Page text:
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For tobacco companies, vaping crisis threatens a market that could save them - Financial Post

By Victor Ferreira

The Canadian tobacco industry is warning against “knee-jerk” reactions that would lead to additional regulation in the wake a growing series of respiratory illnesses in the U.S. and Canada that appear to be linked to vaping products.

Lawmakers, health groups and retailers have been swift to respond to a rash of suspected vaping-related illnesses in the U.S., where the Centers for Disease Control have reported 530 patients dealing with lung illnesses and seven deaths which have been linked to e-cigarette use. Michigan and New York have already banned flavoured e-cigarette products, which critics have targeted as being at the centre of underage use, while U.S. President Donald Trump has floated the idea of a federal ban. Walmart has also pulled all e-cigarette products from its shelves.

In Canada, meanwhile, at least three potential vaping related illnesses have been reported, including one in which a London, Ont., teenager was briefly placed on life support. Eight health groups have called for a flavoured product ban and a ban on advertisements to deal with what they’re labelling a “public health crisis.”

The Canadian vaping industry — in which sales are projected to hit $895 million in 2019 — is dominated by JUUL Labs Inc, but the national tobacco titans have also had a presence since it was legalized in 2018 and see it as a potential way to offset their shrinking cigarette businesses.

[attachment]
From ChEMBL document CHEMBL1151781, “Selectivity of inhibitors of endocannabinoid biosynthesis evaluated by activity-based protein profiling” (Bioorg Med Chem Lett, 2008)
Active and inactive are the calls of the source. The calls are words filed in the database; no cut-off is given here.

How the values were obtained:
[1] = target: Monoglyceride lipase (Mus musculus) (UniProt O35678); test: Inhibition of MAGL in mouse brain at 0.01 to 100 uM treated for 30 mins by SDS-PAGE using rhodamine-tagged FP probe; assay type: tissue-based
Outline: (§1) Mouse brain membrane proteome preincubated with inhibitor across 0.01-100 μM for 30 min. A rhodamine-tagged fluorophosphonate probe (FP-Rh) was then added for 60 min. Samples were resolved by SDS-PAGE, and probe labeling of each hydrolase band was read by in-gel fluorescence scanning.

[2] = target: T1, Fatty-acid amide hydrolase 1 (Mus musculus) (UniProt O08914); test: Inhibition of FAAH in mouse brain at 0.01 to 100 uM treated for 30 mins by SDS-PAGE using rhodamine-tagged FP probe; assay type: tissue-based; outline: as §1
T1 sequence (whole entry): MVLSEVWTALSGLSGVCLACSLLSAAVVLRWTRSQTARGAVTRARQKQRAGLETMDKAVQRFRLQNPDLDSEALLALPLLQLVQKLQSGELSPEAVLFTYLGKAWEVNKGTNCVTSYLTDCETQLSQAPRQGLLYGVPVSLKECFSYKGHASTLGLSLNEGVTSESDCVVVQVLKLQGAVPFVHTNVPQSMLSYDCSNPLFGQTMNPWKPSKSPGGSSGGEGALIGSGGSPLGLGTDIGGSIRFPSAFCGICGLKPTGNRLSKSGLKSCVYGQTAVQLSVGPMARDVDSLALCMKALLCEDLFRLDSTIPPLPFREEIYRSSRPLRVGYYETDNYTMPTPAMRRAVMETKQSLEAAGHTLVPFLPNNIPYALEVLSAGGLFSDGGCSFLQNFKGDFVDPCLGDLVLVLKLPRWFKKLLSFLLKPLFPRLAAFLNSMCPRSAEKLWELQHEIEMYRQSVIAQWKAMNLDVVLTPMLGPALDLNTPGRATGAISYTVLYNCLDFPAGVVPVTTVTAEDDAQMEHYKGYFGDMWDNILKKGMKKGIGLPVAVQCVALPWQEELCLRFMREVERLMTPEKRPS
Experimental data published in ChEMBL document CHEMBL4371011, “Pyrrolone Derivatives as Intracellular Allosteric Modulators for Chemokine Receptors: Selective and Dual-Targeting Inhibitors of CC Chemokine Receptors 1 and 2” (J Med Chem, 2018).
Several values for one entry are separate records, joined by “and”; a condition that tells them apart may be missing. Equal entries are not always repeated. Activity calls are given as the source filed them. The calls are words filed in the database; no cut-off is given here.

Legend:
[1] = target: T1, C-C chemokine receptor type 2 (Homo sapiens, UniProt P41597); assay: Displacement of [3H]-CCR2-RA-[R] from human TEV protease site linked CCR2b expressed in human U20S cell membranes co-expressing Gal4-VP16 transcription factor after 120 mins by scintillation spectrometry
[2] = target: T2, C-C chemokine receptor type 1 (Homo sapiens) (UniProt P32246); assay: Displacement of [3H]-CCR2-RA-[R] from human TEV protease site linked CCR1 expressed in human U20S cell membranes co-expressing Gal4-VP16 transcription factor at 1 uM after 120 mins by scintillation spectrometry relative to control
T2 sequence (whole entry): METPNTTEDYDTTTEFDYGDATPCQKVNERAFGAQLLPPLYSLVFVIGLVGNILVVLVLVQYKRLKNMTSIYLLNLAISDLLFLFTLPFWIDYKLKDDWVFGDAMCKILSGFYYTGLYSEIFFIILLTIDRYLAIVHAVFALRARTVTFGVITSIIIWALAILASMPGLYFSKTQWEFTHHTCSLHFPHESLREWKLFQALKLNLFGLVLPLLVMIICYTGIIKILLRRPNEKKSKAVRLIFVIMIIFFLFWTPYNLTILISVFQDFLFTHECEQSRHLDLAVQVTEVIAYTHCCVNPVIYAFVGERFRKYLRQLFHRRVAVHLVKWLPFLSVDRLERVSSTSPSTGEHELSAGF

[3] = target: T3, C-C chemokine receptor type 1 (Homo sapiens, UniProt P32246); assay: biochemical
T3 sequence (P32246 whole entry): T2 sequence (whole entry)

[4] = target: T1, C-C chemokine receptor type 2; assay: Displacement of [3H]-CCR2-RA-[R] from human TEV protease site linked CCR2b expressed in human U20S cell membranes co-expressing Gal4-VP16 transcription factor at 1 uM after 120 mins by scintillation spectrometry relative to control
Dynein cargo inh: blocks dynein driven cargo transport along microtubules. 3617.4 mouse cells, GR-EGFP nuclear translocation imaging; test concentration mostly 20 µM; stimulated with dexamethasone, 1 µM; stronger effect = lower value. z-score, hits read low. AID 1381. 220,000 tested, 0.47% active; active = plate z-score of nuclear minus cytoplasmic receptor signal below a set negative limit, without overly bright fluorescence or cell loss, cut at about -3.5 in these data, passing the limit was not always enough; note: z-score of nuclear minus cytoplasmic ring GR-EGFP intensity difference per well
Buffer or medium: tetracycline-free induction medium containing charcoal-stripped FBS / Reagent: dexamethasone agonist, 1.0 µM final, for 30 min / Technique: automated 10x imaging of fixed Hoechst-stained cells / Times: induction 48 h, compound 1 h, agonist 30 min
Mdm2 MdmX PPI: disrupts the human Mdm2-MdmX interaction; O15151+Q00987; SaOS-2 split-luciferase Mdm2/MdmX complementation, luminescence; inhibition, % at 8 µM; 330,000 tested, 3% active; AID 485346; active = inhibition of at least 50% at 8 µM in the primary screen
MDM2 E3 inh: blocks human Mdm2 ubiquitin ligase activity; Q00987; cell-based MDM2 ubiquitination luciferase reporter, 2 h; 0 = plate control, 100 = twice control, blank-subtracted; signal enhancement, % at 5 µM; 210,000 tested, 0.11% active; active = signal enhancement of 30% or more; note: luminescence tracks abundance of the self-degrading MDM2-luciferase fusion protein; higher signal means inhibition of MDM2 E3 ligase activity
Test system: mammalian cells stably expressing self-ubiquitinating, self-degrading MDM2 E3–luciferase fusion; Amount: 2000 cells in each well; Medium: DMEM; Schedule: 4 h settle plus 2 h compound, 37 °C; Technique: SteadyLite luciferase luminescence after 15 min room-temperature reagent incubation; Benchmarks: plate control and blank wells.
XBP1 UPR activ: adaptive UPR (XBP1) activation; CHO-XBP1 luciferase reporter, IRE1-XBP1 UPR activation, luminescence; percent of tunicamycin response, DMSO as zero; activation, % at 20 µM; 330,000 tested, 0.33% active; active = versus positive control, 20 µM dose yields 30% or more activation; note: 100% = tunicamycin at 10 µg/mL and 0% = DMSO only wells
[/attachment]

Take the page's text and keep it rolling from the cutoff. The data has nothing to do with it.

They say a complete ban on flavoured products risks sending smokers back to traditional cigarette use, which the companies and the government are working to reduce.

“Some health groups, which are making a lot of noise, are advocating for extreme measures we do not agree with,” said Eric Gagnon, the head of corporate and regulatory affairs at Imperial Tobacco Canada. “What you’re going to end up doing is if you ban the entire category of flavours, those consumers will shift to an illegal market, because there will be one, or they will go back to cigarettes.”

Health groups and lawmakers have both targeted flavour bans due to their popularity among underage vapers, who make up a significant percentage of those being stricken by lung illness. In the U.S. 16 per cent of the 530 reported cases of vaping-linked lung illness were contracted by people under 18 years old.

While there are regulations set out in the federal Tobacco and Vaping Products Act banning displays or promotions that could be appealing to youth, Gagnon said they’re not properly enforced.

He said he believes authorities should increase the enforcement of existing laws instead of introducing new ones, though he does support a complete ban on candy and confectionary flavoured vape products.

Through its Vype brand, Imperial did not have any of the candy or confectionary flavours that Gagnon highlighted for sale on its website. Most of Vype’s flavours are fruit-based, including “berry blast,” “mango wonder,” and “strawberry smash,” which Gagnon said help adults wean away from cigarettes.